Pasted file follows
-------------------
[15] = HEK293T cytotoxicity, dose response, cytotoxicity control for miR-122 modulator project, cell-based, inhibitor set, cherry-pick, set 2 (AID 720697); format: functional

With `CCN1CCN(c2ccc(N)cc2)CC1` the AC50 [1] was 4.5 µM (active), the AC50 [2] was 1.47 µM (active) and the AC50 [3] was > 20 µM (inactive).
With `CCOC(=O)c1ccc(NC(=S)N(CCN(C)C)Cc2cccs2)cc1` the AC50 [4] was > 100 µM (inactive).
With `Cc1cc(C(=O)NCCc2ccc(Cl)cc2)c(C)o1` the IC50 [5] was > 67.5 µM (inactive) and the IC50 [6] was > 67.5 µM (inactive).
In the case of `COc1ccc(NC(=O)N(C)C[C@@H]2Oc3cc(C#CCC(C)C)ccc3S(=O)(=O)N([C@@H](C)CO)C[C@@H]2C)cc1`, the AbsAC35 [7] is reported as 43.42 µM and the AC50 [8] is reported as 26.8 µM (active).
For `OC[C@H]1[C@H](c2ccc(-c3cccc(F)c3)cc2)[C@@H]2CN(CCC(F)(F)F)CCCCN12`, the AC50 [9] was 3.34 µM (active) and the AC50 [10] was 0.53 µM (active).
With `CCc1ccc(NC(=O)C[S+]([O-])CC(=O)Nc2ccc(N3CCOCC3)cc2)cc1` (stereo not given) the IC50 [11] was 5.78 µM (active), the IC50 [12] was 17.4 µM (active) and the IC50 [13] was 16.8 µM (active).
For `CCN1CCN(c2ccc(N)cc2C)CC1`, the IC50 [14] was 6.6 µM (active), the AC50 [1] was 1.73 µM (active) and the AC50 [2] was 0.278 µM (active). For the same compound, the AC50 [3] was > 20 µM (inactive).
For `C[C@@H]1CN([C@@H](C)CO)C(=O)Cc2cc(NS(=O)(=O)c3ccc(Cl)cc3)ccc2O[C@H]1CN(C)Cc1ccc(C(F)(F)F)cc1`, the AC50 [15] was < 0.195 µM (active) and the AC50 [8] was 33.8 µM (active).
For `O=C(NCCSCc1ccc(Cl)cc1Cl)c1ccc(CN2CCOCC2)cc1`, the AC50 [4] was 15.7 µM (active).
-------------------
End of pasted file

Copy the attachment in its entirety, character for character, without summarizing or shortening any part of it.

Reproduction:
[15] = HEK293T cytotoxicity, dose response, cytotoxicity control for miR-122 modulator project, cell-based, inhibitor set, cherry-pick, set 2 (AID 720697); format: functional

With `CCN1CCN(c2ccc(N)cc2)CC1` the AC50 [1] was 4.5 µM (active), the AC50 [2] was 1.47 µM (active) and the AC50 [3] was > 20 µM (inactive).
With `CCOC(=O)c1ccc(NC(=S)N(CCN(C)C)Cc2cccs2)cc1` the AC50 [4] was > 100 µM (inactive).
With `Cc1cc(C(=O)NCCc2ccc(Cl)cc2)c(C)o1` the IC50 [5] was > 67.5 µM (inactive) and the IC50 [6] was > 67.5 µM (inactive).
In the case of `COc1ccc(NC(=O)N(C)C[C@@H]2Oc3cc(C#CCC(C)C)ccc3S(=O)(=O)N([C@@H](C)CO)C[C@@H]2C)cc1`, the AbsAC35 [7] is reported as 43.42 µM and the AC50 [8] is reported as 26.8 µM (active).
For `OC[C@H]1[C@H](c2ccc(-c3cccc(F)c3)cc2)[C@@H]2CN(CCC(F)(F)F)CCCCN12`, the AC50 [9] was 3.34 µM (active) and the AC50 [10] was 0.53 µM (active).
With `CCc1ccc(NC(=O)C[S+]([O-])CC(=O)Nc2ccc(N3CCOCC3)cc2)cc1` (stereo not given) the IC50 [11] was 5.78 µM (active), the IC50 [12] was 17.4 µM (active) and the IC50 [13] was 16.8 µM (active).
For `CCN1CCN(c2ccc(N)cc2C)CC1`, the IC50 [14] was 6.6 µM (active), the AC50 [1] was 1.73 µM (active) and the AC50 [2] was 0.278 µM (active). For the same compound, the AC50 [3] was > 20 µM (inactive).
For `C[C@@H]1CN([C@@H](C)CO)C(=O)Cc2cc(NS(=O)(=O)c3ccc(Cl)cc3)ccc2O[C@H]1CN(C)Cc1ccc(C(F)(F)F)cc1`, the AC50 [15] was < 0.195 µM (active) and the AC50 [8] was 33.8 µM (active).
For `O=C(NCCSCc1ccc(Cl)cc1Cl)c1ccc(CN2CCOCC2)cc1`, the AC50 [4] was 15.7 µM (active).